Saudi Arabia looked for an instant response as Hazazi headed agonisingly wide from inside the penalty area six minutes as Ri Myong-guk's goal came under increasing pressure as the half progressed. And Saudi Arabia equalised eight minutes before half-time as the Green Falcons worked the ball across the edge of the penalty area for Al Abed to tee-up Hazazi, the Al Shabab striker fired low through the legs of the North Korea goalkeeper at his near post. Ri Myong-guk, did come to North Korea’s rescue three minutes before half-time as the custodian produced a superb one-handed save low to his left to turn Al Abed's eye-catching turn and volley around the post, but as Saudi Arabia continued to dominate into the second half, Ri Myong-guk was again beaten seven minutes after half-time as Al Sahlawi was on hand to stab home from close range after Abdullah Al-Zori's low drilled cross had taken a fortunate deflection off Jang Kuk-chol and North Korea handed Saudi Arabia a third goal just two minutes as Jang Song-hyok's overhit backpass caused confusion between Ri Yong-jik and goalkeeper Ri Myong-guk on the edge of the penalty area, with the defender only able to drill his attem
The Order for Meritorious Service is a South African National Order that consisted of two classes, in gold and silver, was awarded to deserving South African citizens. The order was discontinued on 2 December 2002; the Order for Meritorious Service was instituted by the Republic of South Africa in 1986, by Warrant published in Government Gazette no. 10493 dated 24 October 1986. It superseded the earlier Decoration for Meritorious Services; the order could be awarded in two classes: The Order for Meritorious Service, Class I, post-nominal letters OMSG, for exceptional merit. The Order for Meritorious Service, Class II, post-nominal letters OMSS, for outstanding merit; the Order was awarded by the State President and, from 1994, the President, to South Africans who had rendered exceptional public service. Recipients included cabinet ministers, captains of commerce and industry, church leaders, sports stars and prominent figures in the arts and sciences; the positions of the two classes of the Order for Meritorious Service in the official order of precedence were revised three times after 1986 to accommodate the inclusion or institution of new decorations and medals, first with the integration process of 1994, again when decorations and medals were belatedly instituted in April 1996 for the two former non-statutory para-military forces, the Azanian People's Liberation Army and Umkhonto we Sizwe, again with the institution of new sets of awards in 2002 and 2003.
Official national order of precedence until 26 April 1994 Preceded by the Star of South Africa and Star of South Africa, Grand Cross. Succeeded by the Order of Good Hope, Class I, Grand Collar/Grand Cross. Official national order of precedence from 27 April 1994 Preceded by the Order of Thohoyandou, Special Class, Grand Cross of the Republic of Venda. Succeeded by the Order of Transkei, Class I, Grand Cross of the Republic of Transkei; the position of the Order for Meritorious Service, Gold in the South African order of precedence remained unchanged, as it was on 27 April 1994, when new awards were instituted in 1996, 2002 and 2003. Official national order of precedence until 26 April 1994 Preceded by the Star of South Africa and Star of South Africa, Grand Officer. Succeeded by the Order of Good Hope, Class II, Grand Officer, Silver. Official national order of precedence from 27 April 1994 Preceded by the Order of Indwe, Class I of the Republic of Ciskei. Succeeded by the Order of Transkei, Class II, Grand Officer of the Republic of Transkei.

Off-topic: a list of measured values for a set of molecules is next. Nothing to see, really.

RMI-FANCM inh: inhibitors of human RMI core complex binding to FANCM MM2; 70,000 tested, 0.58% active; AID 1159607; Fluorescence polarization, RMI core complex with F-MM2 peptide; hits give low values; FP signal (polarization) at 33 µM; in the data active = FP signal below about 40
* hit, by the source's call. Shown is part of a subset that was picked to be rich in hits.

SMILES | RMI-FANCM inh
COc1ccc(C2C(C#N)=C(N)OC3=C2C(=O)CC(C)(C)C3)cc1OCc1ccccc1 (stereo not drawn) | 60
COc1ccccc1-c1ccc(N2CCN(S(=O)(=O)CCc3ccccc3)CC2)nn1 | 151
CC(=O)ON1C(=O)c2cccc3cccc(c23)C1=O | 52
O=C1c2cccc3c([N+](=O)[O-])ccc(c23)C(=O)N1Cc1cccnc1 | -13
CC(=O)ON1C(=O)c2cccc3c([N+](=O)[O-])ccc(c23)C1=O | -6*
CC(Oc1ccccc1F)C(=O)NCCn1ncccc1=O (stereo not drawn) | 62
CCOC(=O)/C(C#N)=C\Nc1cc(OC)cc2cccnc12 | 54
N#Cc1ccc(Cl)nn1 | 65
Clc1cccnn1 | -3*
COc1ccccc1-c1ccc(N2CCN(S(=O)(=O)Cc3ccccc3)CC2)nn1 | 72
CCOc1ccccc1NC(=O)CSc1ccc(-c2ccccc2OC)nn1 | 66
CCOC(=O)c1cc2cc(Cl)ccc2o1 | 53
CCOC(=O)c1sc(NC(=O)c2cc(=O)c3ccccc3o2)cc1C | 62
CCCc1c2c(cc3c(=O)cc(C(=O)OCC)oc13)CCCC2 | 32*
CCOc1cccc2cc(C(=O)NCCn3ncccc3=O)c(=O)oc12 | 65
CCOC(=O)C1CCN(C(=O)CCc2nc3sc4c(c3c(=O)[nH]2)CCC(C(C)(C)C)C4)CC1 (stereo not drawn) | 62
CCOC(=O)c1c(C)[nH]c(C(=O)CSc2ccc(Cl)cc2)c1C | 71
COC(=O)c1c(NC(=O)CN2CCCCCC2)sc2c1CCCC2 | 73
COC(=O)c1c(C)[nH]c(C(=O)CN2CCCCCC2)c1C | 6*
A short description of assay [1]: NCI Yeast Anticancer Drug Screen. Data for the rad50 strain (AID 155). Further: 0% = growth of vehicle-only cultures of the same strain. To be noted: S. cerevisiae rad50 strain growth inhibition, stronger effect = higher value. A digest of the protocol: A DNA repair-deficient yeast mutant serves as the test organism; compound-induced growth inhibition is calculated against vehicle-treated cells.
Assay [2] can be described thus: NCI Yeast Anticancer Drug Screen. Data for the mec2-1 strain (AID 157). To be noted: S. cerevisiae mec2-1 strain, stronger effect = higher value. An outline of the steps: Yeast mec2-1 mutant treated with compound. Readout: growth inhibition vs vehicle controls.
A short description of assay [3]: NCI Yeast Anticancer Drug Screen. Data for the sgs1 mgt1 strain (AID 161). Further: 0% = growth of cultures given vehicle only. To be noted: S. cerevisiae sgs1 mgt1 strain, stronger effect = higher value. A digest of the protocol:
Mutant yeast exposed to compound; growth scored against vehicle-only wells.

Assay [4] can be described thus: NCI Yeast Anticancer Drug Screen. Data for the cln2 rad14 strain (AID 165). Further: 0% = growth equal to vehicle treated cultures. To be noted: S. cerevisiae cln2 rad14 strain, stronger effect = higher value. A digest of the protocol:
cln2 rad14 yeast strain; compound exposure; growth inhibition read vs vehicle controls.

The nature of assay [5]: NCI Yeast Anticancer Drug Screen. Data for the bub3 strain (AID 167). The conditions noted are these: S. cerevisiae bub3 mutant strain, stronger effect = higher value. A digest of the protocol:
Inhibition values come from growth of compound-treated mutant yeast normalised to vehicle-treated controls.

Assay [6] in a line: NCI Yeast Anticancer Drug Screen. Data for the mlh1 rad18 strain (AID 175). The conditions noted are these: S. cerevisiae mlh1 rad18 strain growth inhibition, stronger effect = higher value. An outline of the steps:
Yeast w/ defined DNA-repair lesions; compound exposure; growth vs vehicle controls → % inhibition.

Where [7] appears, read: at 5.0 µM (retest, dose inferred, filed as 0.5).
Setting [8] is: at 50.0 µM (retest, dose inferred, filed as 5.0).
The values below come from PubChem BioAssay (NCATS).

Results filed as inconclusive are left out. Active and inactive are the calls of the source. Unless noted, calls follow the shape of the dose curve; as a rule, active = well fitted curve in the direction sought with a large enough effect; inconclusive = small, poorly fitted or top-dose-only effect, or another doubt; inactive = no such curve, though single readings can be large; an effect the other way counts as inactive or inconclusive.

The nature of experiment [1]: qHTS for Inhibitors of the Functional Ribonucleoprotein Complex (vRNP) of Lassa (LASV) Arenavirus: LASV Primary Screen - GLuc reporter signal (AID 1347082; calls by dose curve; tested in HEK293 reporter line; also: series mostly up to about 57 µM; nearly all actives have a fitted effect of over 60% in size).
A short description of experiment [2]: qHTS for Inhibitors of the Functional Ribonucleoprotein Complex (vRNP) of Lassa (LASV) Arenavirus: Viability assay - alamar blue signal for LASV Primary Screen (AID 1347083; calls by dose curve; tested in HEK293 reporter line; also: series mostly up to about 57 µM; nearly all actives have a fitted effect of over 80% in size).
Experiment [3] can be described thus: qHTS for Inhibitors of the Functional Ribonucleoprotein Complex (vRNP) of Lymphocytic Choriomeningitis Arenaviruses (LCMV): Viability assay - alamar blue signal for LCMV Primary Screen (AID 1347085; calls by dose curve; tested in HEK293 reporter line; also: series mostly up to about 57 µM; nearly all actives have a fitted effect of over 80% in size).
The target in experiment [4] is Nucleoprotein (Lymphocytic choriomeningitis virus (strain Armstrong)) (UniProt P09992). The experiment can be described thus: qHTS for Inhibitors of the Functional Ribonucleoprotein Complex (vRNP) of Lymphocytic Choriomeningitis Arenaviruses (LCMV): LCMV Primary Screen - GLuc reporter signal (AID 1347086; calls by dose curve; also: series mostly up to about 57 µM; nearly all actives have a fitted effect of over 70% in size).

The position of the Order for Meritorious Service, Silver in the South African order of precedence remained unchanged, as it was on 27 April 1994, when new awards were instituted in 1996, 2002 and 2003. Both classes are worn around the neck. ObverseThe badge of the Order is a white-enamelled gold or silver gable cross that displays the national arms on a shield in the centre of a smaller gold or silver cross paty. ReverseThe reverse has the pre-1994 South African Coat of Arms. SuspenderThe suspender is in the form of the crest of the pre-1994 South African Coat of Arms, a lion holding four staves to represent the four provinces of the Union of South Africa, above an outline of an inverted gable. Breast starThe breast star consists of the badge of the order superimposed on a four-pointed multi-rayed diagonal star. RibbonThe original ribbon was 35 millimetres wide and in the colours of the 1928 South African flag, with a 6 millimetres wide dark blue band, a 4 millimetres wide white band and a 5½ millimetres wide orange band, repeated in reverse order and separated by a 4 millimetres wide white band.
A new ribbon was introduced in the colours of the new post-1994 South African flag. It is 35 millimetres wide with a 2 millimetres wide red band, a 2 millimetres wide white band, a 7½ millimetres wide green band and a 5 millimetres wide yellow band, repeated in reverse order and separated by a 2 millimetres wide black band, but with the red band at left replaced by a 2 millimetres wide blue band at right. Conferment of the decoration was discontinued in 2003 when a new set of national orders was instituted; the known recipients are listed in the table. Note: † denotes a posthumous award